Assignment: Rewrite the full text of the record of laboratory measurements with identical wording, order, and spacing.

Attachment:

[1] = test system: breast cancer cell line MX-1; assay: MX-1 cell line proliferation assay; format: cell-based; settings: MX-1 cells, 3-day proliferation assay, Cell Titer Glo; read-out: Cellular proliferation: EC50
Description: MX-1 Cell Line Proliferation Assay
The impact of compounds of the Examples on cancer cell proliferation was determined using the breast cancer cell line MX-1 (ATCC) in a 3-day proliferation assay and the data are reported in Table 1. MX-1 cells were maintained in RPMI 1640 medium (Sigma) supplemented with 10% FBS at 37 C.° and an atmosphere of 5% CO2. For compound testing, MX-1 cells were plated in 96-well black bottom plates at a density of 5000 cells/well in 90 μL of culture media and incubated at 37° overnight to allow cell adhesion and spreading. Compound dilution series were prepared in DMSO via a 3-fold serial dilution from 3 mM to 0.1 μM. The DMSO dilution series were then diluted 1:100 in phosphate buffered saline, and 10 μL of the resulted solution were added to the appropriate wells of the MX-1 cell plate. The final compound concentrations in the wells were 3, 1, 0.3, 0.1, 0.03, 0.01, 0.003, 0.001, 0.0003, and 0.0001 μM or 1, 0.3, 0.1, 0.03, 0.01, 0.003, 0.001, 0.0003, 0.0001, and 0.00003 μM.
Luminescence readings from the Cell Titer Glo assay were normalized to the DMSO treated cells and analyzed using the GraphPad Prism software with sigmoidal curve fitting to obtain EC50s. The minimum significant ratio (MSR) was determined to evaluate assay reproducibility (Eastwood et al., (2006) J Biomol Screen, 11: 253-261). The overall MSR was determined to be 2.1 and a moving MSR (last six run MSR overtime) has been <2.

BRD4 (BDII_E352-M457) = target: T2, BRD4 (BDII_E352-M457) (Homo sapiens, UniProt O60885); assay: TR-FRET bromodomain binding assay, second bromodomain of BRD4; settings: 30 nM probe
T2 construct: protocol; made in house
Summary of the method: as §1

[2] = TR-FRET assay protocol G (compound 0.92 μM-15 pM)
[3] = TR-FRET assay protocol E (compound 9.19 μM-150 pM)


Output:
[1] = test system: breast cancer cell line MX-1; assay: MX-1 cell line proliferation assay; format: cell-based; settings: MX-1 cells, 3-day proliferation assay, Cell Titer Glo; read-out: Cellular proliferation: EC50
Description: MX-1 Cell Line Proliferation Assay
The impact of compounds of the Examples on cancer cell proliferation was determined using the breast cancer cell line MX-1 (ATCC) in a 3-day proliferation assay and the data are reported in Table 1. MX-1 cells were maintained in RPMI 1640 medium (Sigma) supplemented with 10% FBS at 37 C.° and an atmosphere of 5% CO2. For compound testing, MX-1 cells were plated in 96-well black bottom plates at a density of 5000 cells/well in 90 μL of culture media and incubated at 37° overnight to allow cell adhesion and spreading. Compound dilution series were prepared in DMSO via a 3-fold serial dilution from 3 mM to 0.1 μM. The DMSO dilution series were then diluted 1:100 in phosphate buffered saline, and 10 μL of the resulted solution were added to the appropriate wells of the MX-1 cell plate. The final compound concentrations in the wells were 3, 1, 0.3, 0.1, 0.03, 0.01, 0.003, 0.001, 0.0003, and 0.0001 μM or 1, 0.3, 0.1, 0.03, 0.01, 0.003, 0.001, 0.0003, 0.0001, and 0.00003 μM.
Luminescence readings from the Cell Titer Glo assay were normalized to the DMSO treated cells and analyzed using the GraphPad Prism software with sigmoidal curve fitting to obtain EC50s. The minimum significant ratio (MSR) was determined to evaluate assay reproducibility (Eastwood et al., (2006) J Biomol Screen, 11: 253-261). The overall MSR was determined to be 2.1 and a moving MSR (last six run MSR overtime) has been <2.

BRD4 (BDII_E352-M457) = target: T2, BRD4 (BDII_E352-M457) (Homo sapiens, UniProt O60885); assay: TR-FRET bromodomain binding assay, second bromodomain of BRD4; settings: 30 nM probe
T2 construct: protocol; made in house
Summary of the method: as §1

[2] = TR-FRET assay protocol G (compound 0.92 μM-15 pM)
[3] = TR-FRET assay protocol E (compound 9.19 μM-150 pM)